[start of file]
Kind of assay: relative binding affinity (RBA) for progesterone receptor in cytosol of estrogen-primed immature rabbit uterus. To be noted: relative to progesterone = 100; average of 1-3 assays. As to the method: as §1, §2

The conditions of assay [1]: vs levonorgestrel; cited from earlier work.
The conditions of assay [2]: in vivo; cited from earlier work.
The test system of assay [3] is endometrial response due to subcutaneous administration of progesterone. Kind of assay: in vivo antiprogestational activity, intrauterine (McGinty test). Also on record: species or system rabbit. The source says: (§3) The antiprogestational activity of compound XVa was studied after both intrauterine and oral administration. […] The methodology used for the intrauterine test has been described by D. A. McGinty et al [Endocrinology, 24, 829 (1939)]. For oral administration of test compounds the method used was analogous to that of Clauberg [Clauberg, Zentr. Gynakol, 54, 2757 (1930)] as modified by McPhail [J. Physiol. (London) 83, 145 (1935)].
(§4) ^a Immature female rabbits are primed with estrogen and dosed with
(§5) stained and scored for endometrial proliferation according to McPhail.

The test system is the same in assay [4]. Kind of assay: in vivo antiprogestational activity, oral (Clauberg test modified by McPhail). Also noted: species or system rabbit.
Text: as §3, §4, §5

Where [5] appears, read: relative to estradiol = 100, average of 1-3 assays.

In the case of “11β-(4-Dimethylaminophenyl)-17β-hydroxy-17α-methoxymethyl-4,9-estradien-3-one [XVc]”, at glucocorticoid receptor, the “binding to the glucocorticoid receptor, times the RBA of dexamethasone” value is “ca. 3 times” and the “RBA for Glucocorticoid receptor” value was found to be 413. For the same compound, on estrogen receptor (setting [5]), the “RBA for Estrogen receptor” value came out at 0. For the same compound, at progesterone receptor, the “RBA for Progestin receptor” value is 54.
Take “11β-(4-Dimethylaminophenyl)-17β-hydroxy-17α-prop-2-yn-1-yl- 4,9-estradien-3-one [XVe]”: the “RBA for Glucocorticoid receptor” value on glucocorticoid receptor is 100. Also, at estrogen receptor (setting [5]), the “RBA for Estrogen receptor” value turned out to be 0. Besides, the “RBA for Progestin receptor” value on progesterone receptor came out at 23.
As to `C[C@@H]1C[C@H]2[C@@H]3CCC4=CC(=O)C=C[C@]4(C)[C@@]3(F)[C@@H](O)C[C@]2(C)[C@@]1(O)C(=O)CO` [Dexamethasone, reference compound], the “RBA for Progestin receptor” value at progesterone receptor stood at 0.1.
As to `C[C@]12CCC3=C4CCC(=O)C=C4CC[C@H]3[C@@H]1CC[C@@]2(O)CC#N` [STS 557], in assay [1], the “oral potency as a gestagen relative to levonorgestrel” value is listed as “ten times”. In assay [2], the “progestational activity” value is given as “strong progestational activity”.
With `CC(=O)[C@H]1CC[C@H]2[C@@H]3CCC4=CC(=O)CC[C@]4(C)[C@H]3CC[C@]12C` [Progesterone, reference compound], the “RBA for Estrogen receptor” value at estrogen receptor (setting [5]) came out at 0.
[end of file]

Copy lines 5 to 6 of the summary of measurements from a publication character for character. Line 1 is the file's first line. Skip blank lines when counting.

(§4) ^a Immature female rabbits are primed with estrogen and dosed with
(§5) stained and scored for endometrial proliferation according to McPhail.